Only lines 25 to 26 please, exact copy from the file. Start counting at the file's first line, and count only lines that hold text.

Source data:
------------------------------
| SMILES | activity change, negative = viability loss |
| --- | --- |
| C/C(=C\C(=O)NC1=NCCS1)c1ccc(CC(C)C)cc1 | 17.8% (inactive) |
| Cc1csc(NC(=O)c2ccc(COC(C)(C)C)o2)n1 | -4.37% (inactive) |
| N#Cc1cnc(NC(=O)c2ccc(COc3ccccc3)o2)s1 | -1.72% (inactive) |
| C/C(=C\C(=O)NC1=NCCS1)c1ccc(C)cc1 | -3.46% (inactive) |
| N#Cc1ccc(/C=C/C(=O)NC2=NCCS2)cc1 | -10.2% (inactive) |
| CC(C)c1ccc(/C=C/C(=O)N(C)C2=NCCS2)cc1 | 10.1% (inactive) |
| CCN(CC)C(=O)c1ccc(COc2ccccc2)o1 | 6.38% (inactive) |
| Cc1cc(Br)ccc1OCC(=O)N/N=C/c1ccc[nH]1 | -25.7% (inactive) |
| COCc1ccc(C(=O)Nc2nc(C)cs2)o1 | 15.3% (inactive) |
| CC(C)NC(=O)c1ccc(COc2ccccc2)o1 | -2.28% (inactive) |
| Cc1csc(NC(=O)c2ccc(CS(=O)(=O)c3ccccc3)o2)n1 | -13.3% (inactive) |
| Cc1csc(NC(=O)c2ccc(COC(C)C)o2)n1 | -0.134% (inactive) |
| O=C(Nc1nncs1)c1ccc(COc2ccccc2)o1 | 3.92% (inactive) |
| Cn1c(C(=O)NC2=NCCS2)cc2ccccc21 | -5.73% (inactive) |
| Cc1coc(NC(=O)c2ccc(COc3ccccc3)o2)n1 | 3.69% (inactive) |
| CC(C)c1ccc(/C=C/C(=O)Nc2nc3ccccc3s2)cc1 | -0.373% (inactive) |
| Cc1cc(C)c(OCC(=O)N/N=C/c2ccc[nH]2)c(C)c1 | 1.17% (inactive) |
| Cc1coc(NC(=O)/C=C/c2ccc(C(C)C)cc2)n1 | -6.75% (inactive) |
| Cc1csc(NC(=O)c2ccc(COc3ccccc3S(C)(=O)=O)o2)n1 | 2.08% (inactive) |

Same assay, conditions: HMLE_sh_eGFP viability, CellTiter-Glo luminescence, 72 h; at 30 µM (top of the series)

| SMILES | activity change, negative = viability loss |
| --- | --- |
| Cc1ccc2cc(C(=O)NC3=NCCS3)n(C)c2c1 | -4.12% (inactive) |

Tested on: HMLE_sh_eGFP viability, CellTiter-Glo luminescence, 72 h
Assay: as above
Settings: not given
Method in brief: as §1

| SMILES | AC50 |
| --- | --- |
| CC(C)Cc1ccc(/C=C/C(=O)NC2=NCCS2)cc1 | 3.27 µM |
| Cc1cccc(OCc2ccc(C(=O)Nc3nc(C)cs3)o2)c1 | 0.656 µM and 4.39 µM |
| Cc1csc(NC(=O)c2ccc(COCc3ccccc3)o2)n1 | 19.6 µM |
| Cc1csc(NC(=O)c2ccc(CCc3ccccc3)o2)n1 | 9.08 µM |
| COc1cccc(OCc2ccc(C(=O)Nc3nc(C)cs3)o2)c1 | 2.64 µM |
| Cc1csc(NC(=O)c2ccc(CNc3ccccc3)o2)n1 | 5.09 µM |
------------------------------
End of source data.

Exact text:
| Cc1ccc2cc(C(=O)NC3=NCCS3)n(C)c2c1 | -4.12% (inactive) |

Tested on: HMLE_sh_eGFP viability, CellTiter-Glo luminescence, 72 h